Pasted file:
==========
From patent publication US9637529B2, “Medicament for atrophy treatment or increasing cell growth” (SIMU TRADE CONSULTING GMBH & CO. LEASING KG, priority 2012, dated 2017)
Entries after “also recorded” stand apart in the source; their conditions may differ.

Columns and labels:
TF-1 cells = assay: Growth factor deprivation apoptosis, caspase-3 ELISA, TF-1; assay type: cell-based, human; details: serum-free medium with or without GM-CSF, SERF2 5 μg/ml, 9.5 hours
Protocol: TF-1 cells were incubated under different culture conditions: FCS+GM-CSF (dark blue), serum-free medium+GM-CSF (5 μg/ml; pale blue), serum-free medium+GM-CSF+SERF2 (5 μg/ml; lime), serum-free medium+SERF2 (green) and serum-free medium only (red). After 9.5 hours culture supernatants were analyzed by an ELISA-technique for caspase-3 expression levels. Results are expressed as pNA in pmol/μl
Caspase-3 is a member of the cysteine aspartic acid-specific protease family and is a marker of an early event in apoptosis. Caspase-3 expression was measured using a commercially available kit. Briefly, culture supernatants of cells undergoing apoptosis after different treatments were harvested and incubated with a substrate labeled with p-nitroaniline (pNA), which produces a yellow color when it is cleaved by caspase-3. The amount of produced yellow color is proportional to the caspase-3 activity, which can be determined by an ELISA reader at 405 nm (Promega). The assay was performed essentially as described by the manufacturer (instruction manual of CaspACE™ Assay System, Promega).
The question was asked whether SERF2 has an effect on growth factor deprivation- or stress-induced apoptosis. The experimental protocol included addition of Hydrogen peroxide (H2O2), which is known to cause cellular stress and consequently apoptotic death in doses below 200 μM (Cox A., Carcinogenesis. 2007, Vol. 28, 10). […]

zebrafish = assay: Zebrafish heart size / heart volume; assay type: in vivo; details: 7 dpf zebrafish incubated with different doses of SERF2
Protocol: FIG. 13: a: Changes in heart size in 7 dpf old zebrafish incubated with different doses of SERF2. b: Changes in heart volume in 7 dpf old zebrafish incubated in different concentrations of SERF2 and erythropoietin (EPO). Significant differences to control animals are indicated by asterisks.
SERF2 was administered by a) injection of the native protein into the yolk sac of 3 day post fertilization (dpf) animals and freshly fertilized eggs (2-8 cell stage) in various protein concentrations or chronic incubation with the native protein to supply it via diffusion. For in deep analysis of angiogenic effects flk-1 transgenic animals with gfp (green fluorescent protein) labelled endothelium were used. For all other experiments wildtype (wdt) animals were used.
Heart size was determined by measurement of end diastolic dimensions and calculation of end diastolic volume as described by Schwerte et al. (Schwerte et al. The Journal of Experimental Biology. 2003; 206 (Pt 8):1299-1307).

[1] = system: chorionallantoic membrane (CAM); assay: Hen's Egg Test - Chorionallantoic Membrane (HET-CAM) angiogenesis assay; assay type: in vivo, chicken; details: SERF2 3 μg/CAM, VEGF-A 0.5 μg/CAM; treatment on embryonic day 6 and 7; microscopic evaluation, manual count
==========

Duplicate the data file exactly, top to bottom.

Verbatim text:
From patent publication US9637529B2, “Medicament for atrophy treatment or increasing cell growth” (SIMU TRADE CONSULTING GMBH & CO. LEASING KG, priority 2012, dated 2017)
Entries after “also recorded” stand apart in the source; their conditions may differ.

Columns and labels:
TF-1 cells = assay: Growth factor deprivation apoptosis, caspase-3 ELISA, TF-1; assay type: cell-based, human; details: serum-free medium with or without GM-CSF, SERF2 5 μg/ml, 9.5 hours
Protocol: TF-1 cells were incubated under different culture conditions: FCS+GM-CSF (dark blue), serum-free medium+GM-CSF (5 μg/ml; pale blue), serum-free medium+GM-CSF+SERF2 (5 μg/ml; lime), serum-free medium+SERF2 (green) and serum-free medium only (red). After 9.5 hours culture supernatants were analyzed by an ELISA-technique for caspase-3 expression levels. Results are expressed as pNA in pmol/μl
Caspase-3 is a member of the cysteine aspartic acid-specific protease family and is a marker of an early event in apoptosis. Caspase-3 expression was measured using a commercially available kit. Briefly, culture supernatants of cells undergoing apoptosis after different treatments were harvested and incubated with a substrate labeled with p-nitroaniline (pNA), which produces a yellow color when it is cleaved by caspase-3. The amount of produced yellow color is proportional to the caspase-3 activity, which can be determined by an ELISA reader at 405 nm (Promega). The assay was performed essentially as described by the manufacturer (instruction manual of CaspACE™ Assay System, Promega).
The question was asked whether SERF2 has an effect on growth factor deprivation- or stress-induced apoptosis. The experimental protocol included addition of Hydrogen peroxide (H2O2), which is known to cause cellular stress and consequently apoptotic death in doses below 200 μM (Cox A., Carcinogenesis. 2007, Vol. 28, 10). […]

zebrafish = assay: Zebrafish heart size / heart volume; assay type: in vivo; details: 7 dpf zebrafish incubated with different doses of SERF2
Protocol: FIG. 13: a: Changes in heart size in 7 dpf old zebrafish incubated with different doses of SERF2. b: Changes in heart volume in 7 dpf old zebrafish incubated in different concentrations of SERF2 and erythropoietin (EPO). Significant differences to control animals are indicated by asterisks.
SERF2 was administered by a) injection of the native protein into the yolk sac of 3 day post fertilization (dpf) animals and freshly fertilized eggs (2-8 cell stage) in various protein concentrations or chronic incubation with the native protein to supply it via diffusion. For in deep analysis of angiogenic effects flk-1 transgenic animals with gfp (green fluorescent protein) labelled endothelium were used. For all other experiments wildtype (wdt) animals were used.
Heart size was determined by measurement of end diastolic dimensions and calculation of end diastolic volume as described by Schwerte et al. (Schwerte et al. The Journal of Experimental Biology. 2003; 206 (Pt 8):1299-1307).

[1] = system: chorionallantoic membrane (CAM); assay: Hen's Egg Test - Chorionallantoic Membrane (HET-CAM) angiogenesis assay; assay type: in vivo, chicken; details: SERF2 3 μg/CAM, VEGF-A 0.5 μg/CAM; treatment on embryonic day 6 and 7; microscopic evaluation, manual count